He is less convincing as the drunken wastrel Prince Hal in the early part of the movie – although the paternal resentment and familial strife are credible enough – but as Henry grows in stature as a king so too does Chalamet’s performance, eliciting the maturing of his mind as Henry finds the statesmanship and inner mettle needed to inspire his soldiers while keeping his advisers in check. The most wonderful aspect of Henry V are those in which the man weighs-up the conflicted concepts of individual and state, and here Chalamet garners all that psychological complexity in an affecting performance that stands-up well against all those who have come before.

Joel Edgerton adopts a variable northern accent as Falstaff but grounds the character with a more restrained interpretation than often seen. Good and loyal friend to Prince Hal, Falstaff’s considerable war experience and tactical expertise prove decisive, and Edgerton clearly enjoys the the strategic scenes in which his character bests the well-born men around the king. But Falstaff is also Henry’s constant reminder of reality, that war is costly and unpleasant for those who have to fight it and not an enterprise to be treated lightly – one of the film’s major themes. There may be some who dislike this approach to Falstaff, but if Shakespeare can create fictional characters from real people, then his own fictitious creations can also find new life and rescued reputation in a different kind of story.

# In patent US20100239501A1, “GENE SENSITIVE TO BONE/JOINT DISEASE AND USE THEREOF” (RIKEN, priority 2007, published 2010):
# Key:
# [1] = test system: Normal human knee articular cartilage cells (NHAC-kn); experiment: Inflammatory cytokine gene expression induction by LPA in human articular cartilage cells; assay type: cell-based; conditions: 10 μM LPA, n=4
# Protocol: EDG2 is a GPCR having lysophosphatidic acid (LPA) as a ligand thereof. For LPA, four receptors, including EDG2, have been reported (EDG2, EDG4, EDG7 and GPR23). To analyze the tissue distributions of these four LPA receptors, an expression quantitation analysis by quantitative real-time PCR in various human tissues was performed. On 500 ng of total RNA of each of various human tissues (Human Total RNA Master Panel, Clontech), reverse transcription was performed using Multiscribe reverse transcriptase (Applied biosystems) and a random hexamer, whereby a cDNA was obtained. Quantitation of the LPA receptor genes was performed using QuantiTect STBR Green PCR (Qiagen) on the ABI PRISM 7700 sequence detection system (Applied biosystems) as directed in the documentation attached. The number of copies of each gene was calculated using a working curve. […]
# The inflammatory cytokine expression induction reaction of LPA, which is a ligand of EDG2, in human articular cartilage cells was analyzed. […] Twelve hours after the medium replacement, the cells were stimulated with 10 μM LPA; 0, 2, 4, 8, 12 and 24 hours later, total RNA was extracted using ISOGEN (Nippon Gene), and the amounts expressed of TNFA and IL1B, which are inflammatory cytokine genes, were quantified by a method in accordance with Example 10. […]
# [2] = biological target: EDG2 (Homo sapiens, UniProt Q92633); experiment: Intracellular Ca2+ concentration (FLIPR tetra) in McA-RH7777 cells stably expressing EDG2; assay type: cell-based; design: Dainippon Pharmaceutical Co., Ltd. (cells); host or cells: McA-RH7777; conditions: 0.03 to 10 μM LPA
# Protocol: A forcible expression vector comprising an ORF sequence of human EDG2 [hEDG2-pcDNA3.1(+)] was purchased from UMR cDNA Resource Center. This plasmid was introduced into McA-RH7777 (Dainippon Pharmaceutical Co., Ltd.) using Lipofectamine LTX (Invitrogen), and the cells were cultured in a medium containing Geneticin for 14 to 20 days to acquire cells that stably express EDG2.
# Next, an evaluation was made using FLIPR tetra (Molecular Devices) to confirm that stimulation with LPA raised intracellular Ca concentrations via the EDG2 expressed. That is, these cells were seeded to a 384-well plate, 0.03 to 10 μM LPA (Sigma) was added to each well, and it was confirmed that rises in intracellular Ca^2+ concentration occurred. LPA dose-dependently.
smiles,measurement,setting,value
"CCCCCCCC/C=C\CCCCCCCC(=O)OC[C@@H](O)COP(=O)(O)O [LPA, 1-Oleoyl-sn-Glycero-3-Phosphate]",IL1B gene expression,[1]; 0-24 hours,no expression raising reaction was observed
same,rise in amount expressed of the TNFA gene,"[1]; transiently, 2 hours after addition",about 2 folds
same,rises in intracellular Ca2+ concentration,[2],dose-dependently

Robert Pattinson stands out in a skilled supporting cast, providing the film’s relatively few laughs as the ego maniacal Dauphin whose arrogance precipitates his own downfall but not before some entertaining exchanges with Chalamet. Sean Harris is also notable as chief adviser William who quickly becomes a pragmatic guide for the young king whose subtle actions belie the mighty power that William ultimately wields – a presence that becomes increasingly important as events take their course.

Cinematographer Adam Arkapaw and Michôd make us wait as Shakespeare does for Agincourt and The King is primarily a film about preparation, but it well conjures the messy reality of medieval fighting, of masses of grey armored knights with visors obscuring their faces becoming increasingly embroiled in the mud as they fight in unpleasant conditions. There is a small nod here to the rain-soaked battlegrounds of the First World War, a hint about the universal awfulness of combat for those left to fight wars not of their making. This isn’t quite the version of Henry V that we know but Michôd and Edgerton’s film is a fresh and psychologically compelling retelling. Theatre purists might not approve but The King has a life of its own, one that honours Shakespeare’s text while creating something entirely new.